And yet, we’re still hesitant to expand our bubble quickly. Regardless of whether we are exposed to COVID, increasing our contact with others means that we are increasing our risk for catching a cold, the flu, or other common sicknesses. If any of us have any sickness, Elijah can’t go to school. And if he gets any of those symptoms, it means that I have to drive him for his third COVID test. I’m not sure my dad heart can handle watching him get another brain tickle. So yes, we’ll start expanding out a bit and it’s great that we can technically invite vaccinated people into our home, but we’re still not going to be pushing the limits of the guidelines. Tyla and I will hopefully be finishing up our shots around the time that Elijah is out of school and then we can really evaluate stepping out of our bubble to socialize more. But we’ll figure out those details when we can see what the world looks like at that point. For this entire school year, Tyla and I have been almost totally isolated to give Elijah the best shot at a good school year. His school has done a great job following all the guidelines and fostering a positive attitude. We’re not going to give up now.
Do not fear, for I am with you. Do not be overwhelmed, for I am your God. I will strengthen you. Yes, I will help you. I will uphold you with my righteous right hand. – Isaiah 41:10
One year ago today Microsoft sent us home for at least “three weeks.” Little did we know at the time how serious and life-changing this pandemic would be. So why does it say day 356 at the top of this post? Elijah’s school didn’t start staying home for a bit longer and when his school closed, it really set in that something serious was happening so I used that as the start date for our family. As scary and confusing as it was, it almost feels like an easier part of the pandemic because we were more united.
So here we are “one year” later and two vaccines are getting spread around the United States faster than expected. About 8% of all people in Washington state have been fully vaccinated. Those two vaccine pipelines are in full swing, but now there’s a third joining the mix from Johnson & Johnson. This one has some advantages in that it can be stored for months at refrigerator temps and it only involves one shot. The downside is that production is just starting up on that so it won’t give an immediate big boost to the numbers, but pharma giant Merck announced that they are going to devote two entire plants to producing J&J’s vaccine. I love the cooperation and it gives me more hope that my family will be vaccinated by the end of the year.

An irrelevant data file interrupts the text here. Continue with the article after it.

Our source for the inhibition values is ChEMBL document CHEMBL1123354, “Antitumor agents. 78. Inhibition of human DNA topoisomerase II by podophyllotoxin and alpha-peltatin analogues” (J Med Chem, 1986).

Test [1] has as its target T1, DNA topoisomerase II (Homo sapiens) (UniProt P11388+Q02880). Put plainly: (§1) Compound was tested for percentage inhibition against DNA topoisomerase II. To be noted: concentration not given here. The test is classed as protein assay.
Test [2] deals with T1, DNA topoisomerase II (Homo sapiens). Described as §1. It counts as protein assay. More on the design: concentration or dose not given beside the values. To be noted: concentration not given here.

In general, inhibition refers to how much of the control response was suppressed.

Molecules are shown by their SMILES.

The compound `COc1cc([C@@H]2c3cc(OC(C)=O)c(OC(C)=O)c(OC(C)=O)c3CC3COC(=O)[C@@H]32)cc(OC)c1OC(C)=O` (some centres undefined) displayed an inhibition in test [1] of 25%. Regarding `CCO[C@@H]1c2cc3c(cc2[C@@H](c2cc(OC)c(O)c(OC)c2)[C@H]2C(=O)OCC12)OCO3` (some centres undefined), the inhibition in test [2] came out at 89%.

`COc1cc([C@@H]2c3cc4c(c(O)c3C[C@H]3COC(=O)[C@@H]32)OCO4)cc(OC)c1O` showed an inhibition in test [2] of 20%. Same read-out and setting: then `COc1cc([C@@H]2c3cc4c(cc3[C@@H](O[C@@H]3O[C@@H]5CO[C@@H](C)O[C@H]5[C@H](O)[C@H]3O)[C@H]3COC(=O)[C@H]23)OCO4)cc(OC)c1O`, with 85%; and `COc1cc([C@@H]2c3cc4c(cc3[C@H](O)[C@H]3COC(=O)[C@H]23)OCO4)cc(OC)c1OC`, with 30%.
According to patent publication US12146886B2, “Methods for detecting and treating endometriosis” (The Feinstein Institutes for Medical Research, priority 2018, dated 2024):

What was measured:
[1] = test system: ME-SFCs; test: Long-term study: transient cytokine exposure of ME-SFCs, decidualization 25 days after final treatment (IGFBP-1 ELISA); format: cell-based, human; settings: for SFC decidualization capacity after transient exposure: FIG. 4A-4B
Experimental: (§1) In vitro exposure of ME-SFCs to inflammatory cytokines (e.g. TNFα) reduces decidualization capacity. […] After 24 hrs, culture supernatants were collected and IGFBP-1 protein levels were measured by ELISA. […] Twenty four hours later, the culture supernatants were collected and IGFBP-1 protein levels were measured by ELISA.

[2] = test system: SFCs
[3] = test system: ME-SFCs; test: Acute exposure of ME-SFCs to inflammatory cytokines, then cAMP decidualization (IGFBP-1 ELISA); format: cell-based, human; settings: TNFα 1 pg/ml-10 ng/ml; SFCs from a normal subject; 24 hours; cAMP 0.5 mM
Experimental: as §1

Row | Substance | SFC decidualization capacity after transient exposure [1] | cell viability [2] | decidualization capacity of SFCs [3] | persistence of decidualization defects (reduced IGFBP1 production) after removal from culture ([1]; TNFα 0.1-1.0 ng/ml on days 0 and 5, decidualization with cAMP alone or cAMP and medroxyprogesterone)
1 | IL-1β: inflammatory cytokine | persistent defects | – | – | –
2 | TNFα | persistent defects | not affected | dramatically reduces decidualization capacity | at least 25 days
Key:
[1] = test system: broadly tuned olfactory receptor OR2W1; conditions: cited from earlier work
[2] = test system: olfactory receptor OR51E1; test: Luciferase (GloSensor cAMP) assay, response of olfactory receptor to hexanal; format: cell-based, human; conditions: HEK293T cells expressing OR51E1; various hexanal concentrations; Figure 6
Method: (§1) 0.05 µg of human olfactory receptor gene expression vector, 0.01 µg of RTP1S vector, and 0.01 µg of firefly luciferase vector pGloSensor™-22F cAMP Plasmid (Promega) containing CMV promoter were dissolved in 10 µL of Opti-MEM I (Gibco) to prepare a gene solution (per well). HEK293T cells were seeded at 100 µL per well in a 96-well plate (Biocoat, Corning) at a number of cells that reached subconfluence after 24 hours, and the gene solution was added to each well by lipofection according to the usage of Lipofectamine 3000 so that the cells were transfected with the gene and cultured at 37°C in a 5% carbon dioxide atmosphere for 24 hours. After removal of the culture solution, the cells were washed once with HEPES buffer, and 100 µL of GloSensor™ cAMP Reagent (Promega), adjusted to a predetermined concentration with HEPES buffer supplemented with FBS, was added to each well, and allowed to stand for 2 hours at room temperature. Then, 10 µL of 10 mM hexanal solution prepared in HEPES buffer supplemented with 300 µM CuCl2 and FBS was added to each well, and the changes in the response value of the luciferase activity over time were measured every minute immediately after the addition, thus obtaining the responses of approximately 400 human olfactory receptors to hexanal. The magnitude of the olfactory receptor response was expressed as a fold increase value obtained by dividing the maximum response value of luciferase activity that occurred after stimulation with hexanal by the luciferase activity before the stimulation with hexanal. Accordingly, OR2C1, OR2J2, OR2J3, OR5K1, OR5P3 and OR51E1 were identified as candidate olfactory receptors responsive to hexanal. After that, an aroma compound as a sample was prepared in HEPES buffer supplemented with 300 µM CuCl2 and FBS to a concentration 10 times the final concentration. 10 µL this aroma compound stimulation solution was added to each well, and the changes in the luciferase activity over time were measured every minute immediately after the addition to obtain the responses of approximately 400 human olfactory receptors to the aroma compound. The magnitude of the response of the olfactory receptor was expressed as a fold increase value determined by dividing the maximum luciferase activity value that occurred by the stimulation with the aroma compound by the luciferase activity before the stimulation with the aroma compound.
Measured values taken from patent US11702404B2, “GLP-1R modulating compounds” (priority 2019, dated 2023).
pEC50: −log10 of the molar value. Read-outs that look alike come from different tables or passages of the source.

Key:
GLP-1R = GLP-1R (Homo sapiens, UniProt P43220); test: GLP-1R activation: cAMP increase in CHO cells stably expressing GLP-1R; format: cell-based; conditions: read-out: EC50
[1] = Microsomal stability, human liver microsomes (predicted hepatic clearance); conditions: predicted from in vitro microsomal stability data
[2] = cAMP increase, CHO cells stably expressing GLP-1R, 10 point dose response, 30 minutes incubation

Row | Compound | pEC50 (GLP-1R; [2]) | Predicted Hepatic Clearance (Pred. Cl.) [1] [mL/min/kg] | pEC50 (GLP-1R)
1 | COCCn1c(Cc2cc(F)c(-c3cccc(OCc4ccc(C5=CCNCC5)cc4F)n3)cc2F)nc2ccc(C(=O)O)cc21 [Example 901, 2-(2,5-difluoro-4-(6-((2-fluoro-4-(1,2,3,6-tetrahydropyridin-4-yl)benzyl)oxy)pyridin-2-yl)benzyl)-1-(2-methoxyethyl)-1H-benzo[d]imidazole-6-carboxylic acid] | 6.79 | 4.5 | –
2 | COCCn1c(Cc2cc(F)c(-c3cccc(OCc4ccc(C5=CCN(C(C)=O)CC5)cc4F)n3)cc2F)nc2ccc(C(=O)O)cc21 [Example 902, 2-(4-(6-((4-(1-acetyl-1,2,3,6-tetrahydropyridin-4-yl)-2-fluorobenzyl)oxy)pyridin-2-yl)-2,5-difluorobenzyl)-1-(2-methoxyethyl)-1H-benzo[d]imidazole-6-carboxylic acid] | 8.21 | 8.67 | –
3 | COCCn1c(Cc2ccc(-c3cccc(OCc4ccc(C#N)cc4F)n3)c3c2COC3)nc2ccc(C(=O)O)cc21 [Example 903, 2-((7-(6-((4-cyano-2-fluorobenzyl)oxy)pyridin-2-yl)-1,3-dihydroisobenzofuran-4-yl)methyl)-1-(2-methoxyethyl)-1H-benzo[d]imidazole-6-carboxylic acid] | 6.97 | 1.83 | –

The other big challenge for the Johnson & Johnson vaccine is, surprise surprise, public perception. The J&J vaccine is “85% protective against the most severe COVID-19 and 66% effective in moderate cases.” (source) So why would the FDA approve it if the other vaccines are 95 and 98% effective? The problem is that the numbers are difficult to compare because they were tested against different strains of the virus. We don’t have stats for the efficacy of Pfizer and Moderna vaccines against the current strains.
Maybe we will need additional shots or new vaccines in the future, but hopefully these early vaccines will be enough to let us open more businesses, ditch the masks, and socialize again. None of it will be “normal” and the change will be gradual but it feels like maybe we’re through the highest death rates, at least in the first world countries.
John 14:27 Peace I leave with you. My peace I give to you. Not as the world gives do I give to you. Do not let your heart be troubled, and do not let it be afraid.
Elijah’s school has a charity auction every year. Last year I made coasters with the school logo on them. This year I thought I’d make a sign since those are so popular. I ended up with a sign that says “but first, pray”.
I didn’t want to just make a painted sign. I wanted the words to stand proud of the surface. A laser cutter would be the right tool for the job, but I don’t have one and our maker space is closed while the pandemic rages. I bought a handful of cheap 1/16″ CNC bits assuming that I would break a few of them in the process.
My first attempt was cutting everything out of MDF. That worked ok for the large “pray” word but the smaller individual letters didn’t hold up. The MDF wasn’t strong enough to hold together at that scale. I then made them out of 1/4″ poplar and they worked fine. I sanded and painted everything, but then I realized that I didn’t have a great way to keep those tiny letters stuck on the wood. I was nervous that one little bump might knock some of them off. After trying a few things, I decided to use my Cricut to make a stencil for the individual letters and then I glued on the bigger word.
I finished it off with a keyhole slot on the back so that it could be mounted easily on a wall. The keyhole bit I have is a 1/4″ shank so normally I put a different collet on the router in my router table, carefully measure and align everything and then pray that it all works. This time I realized that I could just stick the keyhole bit into my CNC and manually drive the machine to get the cut exactly right. It was so much easier!
The end result looks pretty simple but it took a ridiculous amount of time, especially when spread into the tiny amounts of free time that I’ve been able to devote to it. Hopefully it raises a few bucks for the school.